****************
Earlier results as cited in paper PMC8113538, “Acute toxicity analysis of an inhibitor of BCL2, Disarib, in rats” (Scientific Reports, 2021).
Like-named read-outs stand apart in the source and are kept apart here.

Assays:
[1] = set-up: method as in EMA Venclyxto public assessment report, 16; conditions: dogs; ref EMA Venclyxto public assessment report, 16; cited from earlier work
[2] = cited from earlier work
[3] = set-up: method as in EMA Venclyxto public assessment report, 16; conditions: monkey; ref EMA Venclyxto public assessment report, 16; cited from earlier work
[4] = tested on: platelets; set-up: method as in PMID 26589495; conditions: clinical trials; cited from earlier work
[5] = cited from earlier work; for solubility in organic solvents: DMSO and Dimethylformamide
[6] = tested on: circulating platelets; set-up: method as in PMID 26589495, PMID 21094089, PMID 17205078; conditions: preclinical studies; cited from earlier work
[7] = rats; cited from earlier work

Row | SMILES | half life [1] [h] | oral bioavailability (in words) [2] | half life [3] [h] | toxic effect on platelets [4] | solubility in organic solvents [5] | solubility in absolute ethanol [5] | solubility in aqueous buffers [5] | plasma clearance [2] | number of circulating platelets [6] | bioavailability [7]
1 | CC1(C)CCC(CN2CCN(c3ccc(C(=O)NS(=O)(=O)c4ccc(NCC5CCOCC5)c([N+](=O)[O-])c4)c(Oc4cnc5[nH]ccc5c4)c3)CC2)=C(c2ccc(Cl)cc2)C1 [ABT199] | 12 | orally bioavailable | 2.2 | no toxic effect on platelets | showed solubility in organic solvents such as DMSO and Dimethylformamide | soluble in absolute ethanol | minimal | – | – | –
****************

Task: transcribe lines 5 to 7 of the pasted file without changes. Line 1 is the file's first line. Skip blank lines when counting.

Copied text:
[2] = cited from earlier work
[3] = set-up: method as in EMA Venclyxto public assessment report, 16; conditions: monkey; ref EMA Venclyxto public assessment report, 16; cited from earlier work
[4] = tested on: platelets; set-up: method as in PMID 26589495; conditions: clinical trials; cited from earlier work